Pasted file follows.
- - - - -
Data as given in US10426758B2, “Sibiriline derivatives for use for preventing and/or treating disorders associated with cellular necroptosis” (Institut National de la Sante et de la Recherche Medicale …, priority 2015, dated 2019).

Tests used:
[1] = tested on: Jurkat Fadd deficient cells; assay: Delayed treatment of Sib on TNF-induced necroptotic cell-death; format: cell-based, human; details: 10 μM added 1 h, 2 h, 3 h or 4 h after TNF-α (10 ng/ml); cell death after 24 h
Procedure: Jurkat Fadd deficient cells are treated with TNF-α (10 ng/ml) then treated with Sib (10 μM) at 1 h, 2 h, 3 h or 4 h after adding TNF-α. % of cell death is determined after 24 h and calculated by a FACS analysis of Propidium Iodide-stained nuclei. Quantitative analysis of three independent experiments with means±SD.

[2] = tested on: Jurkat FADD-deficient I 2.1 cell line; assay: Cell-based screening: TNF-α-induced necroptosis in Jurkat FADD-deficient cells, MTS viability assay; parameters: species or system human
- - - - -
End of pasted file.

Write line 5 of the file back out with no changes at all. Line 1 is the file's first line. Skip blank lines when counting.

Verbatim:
[2] = tested on: Jurkat FADD-deficient I 2.1 cell line; assay: Cell-based screening: TNF-α-induced necroptosis in Jurkat FADD-deficient cells, MTS viability assay; parameters: species or system human